Episode C -100: Musical Instruments

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Article by Etnia Nativa call us 592 2 and book your experience!

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Article by Etnia Nativa call us 592 2702 and book your experience!

We want to start this 100th episode by thanking and celebrating the opportunity that Aruba Today has given Etnia Nativa to transmit and share culture through our weekly space and as in any celebration there are musical instruments, today we want to share with you our dear followers and tell you regarding one special music instrument that occupies a special place: “Charango”.

We know that healing through sound dates back thousands of years and those music remediated illnesses and revived the spirit since sound is a vibration and everything in life is made up of vibrating atoms. Depending on the instrument we listen to, we can be influenced at the cellular level by the transmitted vibrations. Some instruments help us move from what are known as “beta brain wave patterns”, or those associated with concentration, anxiety and struggle, to calmer frequencies known as “Brain waves associated with relaxation (Alpha), meditation (Theta) and trance-like states (Delta).

Let’s go back to our beloved charango!

When the Spanish conquistadors came to South America, they brought the vihuela (an ancestor of the classical guitar) with them. The charango may have evolved from the vihuela, bandurria (mandolin), or the lute. Experts “charanguistas”, have noted characteristics of the charango in various vihuelas and guitars of the 16th century, and maintains that the charango is the direct descendant of the vihuela.

The charango originated from the Quechua and Aymara peoples, but only after the Spanish introduced stringed instruments. The charango was traditionally made with dried armadillo shells better known as quirquincho (a very common animal in the Andes Mountains) for the backs and wood as front cover for the sound box. Even though the charango is traditionally made with the armadillo shell, today it is also common to made charango’ss completely out of wood. The charango traditionally is used and played in Ecuador, Bolivia, Chile, Argentina, and Peru. The charango is 66cms (22 inches) long and is usually made from wood and the shell of an armadillo. The charango typically has 10 strings (5 sets of 2 strings strung very close together) but can have up to 20 strings. The first story says that the native peoples loved the sound of the Vihuela (an ancestor of the classic guitar). However, they lacked the knowledge and technology to make the vihuela. So they made it with what they had available (armadillo shells). Another story says that the Spaniards prohibited natives from practicing their ancestral music, and that the charango was a successful attempt to make a lute that could be easily hidden under a garment such as a poncho. It’s believed the charango came into its present form in the early 18th century in the city of Potosí in the Royal Audiencia of Charcas part of the Viceroyalty of Peru (in what is present-day Bolivia), probably from Amerindian contact with Spanish settlers. Because the modern countries of Peru and Bolivia had not yet been established at the time, it is difficult to trace the charango’s origin to a specific country, and the issue remains highly debated. The first published historic information on the charango may be that gathered by Vega, going back to 1814, when a cleric from Tupiza documented that “the Indians used with much enthusiasm the guitarrillos mui fuis… around here in the Andes of Bolivia they called them Charangos”. Curios of the Latin America History is when in 1973 Chilean the top military organized a meeting with folk musicians where it was explained that the traditional instruments charango and quena were now banned and totally prohibit.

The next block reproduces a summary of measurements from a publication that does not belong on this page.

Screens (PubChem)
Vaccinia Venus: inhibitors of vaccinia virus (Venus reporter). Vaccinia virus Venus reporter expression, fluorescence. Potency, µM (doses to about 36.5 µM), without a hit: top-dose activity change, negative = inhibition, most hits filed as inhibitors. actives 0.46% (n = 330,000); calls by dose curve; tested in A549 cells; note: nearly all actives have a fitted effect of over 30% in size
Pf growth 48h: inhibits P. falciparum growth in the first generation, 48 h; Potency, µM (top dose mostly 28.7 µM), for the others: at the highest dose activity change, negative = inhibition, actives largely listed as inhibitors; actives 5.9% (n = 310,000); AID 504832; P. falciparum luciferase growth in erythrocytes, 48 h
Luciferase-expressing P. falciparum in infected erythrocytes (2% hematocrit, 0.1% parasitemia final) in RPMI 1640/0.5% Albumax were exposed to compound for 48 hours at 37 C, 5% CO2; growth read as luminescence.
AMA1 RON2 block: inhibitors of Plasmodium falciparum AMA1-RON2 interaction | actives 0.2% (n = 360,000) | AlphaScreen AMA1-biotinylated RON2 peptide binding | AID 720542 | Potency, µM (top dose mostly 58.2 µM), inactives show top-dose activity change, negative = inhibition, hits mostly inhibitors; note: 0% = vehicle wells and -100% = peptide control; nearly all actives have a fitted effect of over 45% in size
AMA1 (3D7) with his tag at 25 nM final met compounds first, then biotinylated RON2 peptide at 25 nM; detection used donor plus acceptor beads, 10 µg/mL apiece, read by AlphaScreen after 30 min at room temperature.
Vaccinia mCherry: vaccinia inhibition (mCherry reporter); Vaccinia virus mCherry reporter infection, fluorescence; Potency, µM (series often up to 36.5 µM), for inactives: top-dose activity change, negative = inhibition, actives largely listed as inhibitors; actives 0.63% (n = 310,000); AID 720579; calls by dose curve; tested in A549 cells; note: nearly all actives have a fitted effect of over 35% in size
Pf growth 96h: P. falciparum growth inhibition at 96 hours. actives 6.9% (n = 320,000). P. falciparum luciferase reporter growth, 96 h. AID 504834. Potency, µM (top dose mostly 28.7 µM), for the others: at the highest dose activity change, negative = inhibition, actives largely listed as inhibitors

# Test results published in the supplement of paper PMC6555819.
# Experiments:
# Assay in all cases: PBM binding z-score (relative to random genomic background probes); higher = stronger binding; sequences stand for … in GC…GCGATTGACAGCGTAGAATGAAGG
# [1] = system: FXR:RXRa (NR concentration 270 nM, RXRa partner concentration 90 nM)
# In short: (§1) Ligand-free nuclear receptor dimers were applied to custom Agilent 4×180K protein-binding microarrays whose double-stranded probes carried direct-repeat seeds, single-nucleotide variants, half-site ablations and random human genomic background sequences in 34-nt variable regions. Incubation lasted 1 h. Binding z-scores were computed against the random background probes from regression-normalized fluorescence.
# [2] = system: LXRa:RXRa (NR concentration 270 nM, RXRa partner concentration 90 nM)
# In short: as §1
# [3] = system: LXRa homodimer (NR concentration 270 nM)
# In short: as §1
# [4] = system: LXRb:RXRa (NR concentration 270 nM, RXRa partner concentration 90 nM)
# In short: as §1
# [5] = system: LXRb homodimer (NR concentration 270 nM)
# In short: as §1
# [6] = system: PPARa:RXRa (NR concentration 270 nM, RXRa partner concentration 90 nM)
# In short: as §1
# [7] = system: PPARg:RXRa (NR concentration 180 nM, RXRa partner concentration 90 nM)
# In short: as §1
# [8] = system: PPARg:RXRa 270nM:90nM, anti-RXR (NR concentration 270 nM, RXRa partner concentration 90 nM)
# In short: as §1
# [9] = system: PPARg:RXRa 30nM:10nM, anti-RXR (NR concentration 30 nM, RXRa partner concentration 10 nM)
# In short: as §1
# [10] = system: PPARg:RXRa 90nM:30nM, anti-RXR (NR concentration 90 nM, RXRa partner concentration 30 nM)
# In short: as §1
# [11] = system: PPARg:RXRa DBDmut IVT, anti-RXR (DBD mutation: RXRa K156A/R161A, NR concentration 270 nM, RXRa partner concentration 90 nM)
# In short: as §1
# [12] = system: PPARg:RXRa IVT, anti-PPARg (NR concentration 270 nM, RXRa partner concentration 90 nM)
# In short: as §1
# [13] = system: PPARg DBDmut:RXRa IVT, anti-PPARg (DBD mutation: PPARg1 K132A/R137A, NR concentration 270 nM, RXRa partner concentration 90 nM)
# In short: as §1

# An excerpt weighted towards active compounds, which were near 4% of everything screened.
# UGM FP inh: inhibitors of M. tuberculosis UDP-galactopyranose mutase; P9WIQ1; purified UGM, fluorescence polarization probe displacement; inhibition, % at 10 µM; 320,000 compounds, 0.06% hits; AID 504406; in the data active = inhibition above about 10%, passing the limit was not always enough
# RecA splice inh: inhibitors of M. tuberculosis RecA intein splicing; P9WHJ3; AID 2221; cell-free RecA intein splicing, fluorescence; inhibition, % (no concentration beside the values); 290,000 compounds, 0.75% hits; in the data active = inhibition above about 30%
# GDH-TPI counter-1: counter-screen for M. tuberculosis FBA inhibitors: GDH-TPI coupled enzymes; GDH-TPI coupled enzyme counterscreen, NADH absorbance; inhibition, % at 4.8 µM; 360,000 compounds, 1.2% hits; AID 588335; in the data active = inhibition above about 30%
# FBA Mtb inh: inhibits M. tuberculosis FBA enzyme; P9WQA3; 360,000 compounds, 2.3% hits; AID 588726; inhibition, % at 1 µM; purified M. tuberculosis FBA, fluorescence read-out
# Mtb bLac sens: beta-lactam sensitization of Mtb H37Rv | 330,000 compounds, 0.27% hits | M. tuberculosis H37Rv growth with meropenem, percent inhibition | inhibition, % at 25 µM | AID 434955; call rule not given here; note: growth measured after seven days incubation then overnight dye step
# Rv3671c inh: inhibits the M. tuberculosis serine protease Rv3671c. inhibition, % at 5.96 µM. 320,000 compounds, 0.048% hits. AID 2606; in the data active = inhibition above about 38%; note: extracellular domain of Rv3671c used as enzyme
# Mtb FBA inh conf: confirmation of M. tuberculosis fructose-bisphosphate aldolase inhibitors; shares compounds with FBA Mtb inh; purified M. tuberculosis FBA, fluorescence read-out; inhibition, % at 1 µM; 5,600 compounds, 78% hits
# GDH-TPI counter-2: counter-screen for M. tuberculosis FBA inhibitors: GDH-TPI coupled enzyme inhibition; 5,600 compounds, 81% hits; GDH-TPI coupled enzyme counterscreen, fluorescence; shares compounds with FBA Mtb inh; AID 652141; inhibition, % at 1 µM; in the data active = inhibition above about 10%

To get to know more over Aruba’s and its origins, its animals and culture, we highly recommend you to book your visit for our renowned cultural encounter session has been entertaining curious participants for decades. Mail us at etnianativa03@gmail.com to confirm your participation. Our facilities and activities take place close to high rise hotels.